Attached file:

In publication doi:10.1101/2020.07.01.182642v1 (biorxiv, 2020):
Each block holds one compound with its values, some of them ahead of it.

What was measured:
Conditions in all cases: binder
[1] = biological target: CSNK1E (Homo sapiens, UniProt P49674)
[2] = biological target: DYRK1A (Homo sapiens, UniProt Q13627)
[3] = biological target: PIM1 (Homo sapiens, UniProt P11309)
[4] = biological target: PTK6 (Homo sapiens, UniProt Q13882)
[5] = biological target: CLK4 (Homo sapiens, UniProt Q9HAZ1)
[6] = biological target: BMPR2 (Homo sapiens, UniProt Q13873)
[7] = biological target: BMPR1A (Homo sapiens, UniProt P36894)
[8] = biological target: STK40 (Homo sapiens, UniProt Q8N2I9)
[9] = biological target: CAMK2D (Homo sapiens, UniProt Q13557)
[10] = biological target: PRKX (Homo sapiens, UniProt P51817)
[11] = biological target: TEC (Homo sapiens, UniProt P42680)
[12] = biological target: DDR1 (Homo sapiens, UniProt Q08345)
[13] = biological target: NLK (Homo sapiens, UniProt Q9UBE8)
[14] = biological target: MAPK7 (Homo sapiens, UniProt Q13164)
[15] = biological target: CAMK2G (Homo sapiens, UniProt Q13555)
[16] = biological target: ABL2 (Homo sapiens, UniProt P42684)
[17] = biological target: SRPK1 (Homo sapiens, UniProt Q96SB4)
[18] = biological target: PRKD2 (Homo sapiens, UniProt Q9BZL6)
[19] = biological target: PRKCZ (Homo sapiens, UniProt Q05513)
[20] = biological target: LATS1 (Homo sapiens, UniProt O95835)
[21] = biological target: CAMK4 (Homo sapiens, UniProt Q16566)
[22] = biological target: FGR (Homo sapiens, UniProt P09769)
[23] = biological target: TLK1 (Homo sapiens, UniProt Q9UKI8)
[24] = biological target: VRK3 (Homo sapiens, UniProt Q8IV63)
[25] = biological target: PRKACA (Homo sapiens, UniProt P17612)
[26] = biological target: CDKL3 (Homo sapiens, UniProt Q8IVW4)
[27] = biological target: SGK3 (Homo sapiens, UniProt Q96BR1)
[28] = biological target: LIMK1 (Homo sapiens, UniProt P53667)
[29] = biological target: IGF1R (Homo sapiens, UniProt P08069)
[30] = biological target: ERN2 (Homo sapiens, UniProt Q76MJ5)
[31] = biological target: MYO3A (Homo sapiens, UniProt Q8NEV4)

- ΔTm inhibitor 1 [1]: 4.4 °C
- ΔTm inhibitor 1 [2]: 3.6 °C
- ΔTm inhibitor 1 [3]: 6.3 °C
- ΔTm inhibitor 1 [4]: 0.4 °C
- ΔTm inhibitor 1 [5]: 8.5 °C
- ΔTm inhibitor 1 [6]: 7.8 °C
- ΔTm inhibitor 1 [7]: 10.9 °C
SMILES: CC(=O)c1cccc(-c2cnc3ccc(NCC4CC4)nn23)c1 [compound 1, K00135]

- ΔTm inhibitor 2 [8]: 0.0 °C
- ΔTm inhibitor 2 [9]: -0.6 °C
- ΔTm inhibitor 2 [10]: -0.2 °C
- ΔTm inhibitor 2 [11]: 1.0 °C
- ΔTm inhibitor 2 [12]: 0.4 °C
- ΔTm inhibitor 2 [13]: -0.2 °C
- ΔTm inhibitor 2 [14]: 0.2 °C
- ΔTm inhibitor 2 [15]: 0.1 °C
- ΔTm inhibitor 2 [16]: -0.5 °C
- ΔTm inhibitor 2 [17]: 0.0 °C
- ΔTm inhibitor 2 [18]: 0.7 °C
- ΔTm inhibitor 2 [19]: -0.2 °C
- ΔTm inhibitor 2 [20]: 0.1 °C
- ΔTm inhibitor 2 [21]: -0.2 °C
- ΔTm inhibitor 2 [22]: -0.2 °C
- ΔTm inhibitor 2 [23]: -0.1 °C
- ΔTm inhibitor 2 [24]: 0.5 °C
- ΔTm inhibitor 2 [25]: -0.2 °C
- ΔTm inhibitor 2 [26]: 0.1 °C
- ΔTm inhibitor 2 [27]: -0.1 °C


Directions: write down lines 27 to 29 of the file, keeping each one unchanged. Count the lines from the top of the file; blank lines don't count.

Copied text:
[23] = biological target: TLK1 (Homo sapiens, UniProt Q9UKI8)
[24] = biological target: VRK3 (Homo sapiens, UniProt Q8IV63)
[25] = biological target: PRKACA (Homo sapiens, UniProt P17612)